14ymedio, Miriam Celaya, Havana, 20 February 2018 — In an impulse of good faith or perhaps with some excess optimism, Fabiola arrived at the social services department of the Van Troi polyclinic in Centro Habana one October morning with a medical certificate to register her mother – a bed-ridden octogenarian with senile dementia – in order to receive the support that, as proclaimed by the Cuban authorities, these terminal patients are entitled to. Making that decision was her first mistake.
Weeks before, a doctor from that same health institution had made the recommendation, considering that it was “a right due the old woman, a widow and pensioner,” and something that might help Fabiola mitigate, to some extent, the high retail costs of disposable diapers which her mother’s severe incontinence demands.
The request might help Fabiola mitigate, to some extent, the high retail costs of disposable diapers which her mother’s severe incontinence demanded
It was for this reason that Fabiola decided to go through the process, knowing that, aside from the high cost of adult diapers, there are often cyclical crises due to shortages of such an essential product.
She also knew that in the neighboring municipality of Old Havana there is a regular system of elderly care, a service introduced by the City Historian, by virtue of which the coveted diapers for elderly bed-ridden residents of that municipality are distributed, with duly accredited prior medical certification.
All this is possible, of course, “subject to availability,” a pretext coined by some astute official, which is almost as useful as “the imperialist blockade” since it can be conveniently applied by official institutions in the face of any shortage situation.
However, Fabiola thought that the public health system, and in particular social services, because of their unique and national character, would function the same way in each municipality, and decided to try her luck in hers. Her second mistake was, then, to attribute some margin of efficiency and functionality to an official institution.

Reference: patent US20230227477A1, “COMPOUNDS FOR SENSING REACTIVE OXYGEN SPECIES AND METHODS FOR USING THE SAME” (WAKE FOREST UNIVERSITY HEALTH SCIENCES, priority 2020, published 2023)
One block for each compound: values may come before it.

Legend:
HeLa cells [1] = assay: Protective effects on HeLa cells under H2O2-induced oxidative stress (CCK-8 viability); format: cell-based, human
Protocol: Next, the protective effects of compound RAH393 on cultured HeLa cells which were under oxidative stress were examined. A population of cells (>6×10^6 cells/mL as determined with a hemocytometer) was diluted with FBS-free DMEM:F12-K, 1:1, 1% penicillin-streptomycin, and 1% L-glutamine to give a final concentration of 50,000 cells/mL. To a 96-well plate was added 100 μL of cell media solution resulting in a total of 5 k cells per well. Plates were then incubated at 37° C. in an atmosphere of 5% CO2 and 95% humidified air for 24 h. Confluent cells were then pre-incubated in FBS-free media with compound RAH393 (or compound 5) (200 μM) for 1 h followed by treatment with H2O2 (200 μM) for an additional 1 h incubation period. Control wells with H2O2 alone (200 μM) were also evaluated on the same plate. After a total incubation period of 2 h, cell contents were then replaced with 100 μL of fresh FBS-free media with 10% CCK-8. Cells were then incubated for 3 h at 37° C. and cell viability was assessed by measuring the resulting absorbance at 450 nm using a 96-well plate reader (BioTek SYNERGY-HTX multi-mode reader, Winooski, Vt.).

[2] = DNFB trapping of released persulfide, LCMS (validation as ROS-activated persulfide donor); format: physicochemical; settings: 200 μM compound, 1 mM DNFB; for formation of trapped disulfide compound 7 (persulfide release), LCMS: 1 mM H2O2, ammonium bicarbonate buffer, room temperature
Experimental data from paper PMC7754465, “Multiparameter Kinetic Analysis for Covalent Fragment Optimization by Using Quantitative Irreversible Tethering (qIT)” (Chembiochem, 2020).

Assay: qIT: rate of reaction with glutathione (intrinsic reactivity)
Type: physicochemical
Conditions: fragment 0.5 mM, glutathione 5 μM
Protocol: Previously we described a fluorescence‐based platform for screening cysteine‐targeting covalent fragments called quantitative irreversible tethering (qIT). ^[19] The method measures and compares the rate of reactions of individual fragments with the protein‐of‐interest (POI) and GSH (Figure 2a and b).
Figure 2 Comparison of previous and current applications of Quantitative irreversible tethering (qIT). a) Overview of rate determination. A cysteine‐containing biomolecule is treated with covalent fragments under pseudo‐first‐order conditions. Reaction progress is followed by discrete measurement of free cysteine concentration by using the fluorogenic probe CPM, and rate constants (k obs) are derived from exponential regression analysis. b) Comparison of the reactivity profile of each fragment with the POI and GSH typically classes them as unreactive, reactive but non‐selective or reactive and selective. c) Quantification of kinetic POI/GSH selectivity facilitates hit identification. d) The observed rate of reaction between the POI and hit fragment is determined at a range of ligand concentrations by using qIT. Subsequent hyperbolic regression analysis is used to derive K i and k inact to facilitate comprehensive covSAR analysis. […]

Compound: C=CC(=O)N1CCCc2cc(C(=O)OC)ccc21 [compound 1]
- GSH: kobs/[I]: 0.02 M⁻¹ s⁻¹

Almost four months later, after a telephone call and after thoroughly confirming personal details of the patients and Fabiola – labeled “caretaker” – a kindly clinic employee notified her that “it was her turn to pick up the module” in the establishment assigned to her, where she had to go and present the “receiver of the benefits” to get the expected help.
The new ‘module’ consisted of 12 bars of soap, one and a half meter of antiseptic fabric to fashion a strap for the patient’s bed, a rubber bed pad and a thin, small towel. No diapers.
The employee explained that “that is all there is.” After all, she punctuated, “it’s free and it’s something.” And she also said that the modules could be accessed every six months, as long as the patient’s medical certificate was presented that would certify the patient’s status.
The new ‘module’ consisted of 12 bars of soap, one and a half meter of antiseptic fabric to fashion a strap for the patient’s bed, a rubber bed pad and a thin, small towel
With her ephemeral exercise of faith deflated, and after recognizing her unjustifiable slip, Fabiola decided to close and forget that chapter. She would continue as before, resolving everything necessary on her own, attending to her mother with the same specialist doctors, who were her friends, and made house calls to her mother, and – if necessary – appeal to her relatives abroad to get whatever medicine or help they might need.
But believing that she would be unscathed when using the system’s controls was the third and most naïve of her mistakes. Because when Fabiola – who for decades stayed out of the government’s health system – gave in to the temptation to officially register her mother’s “case,” she was not only attributing credibility to a proven ineffective institution, but was making an attempt against one of her most precious personal assets: her privacy.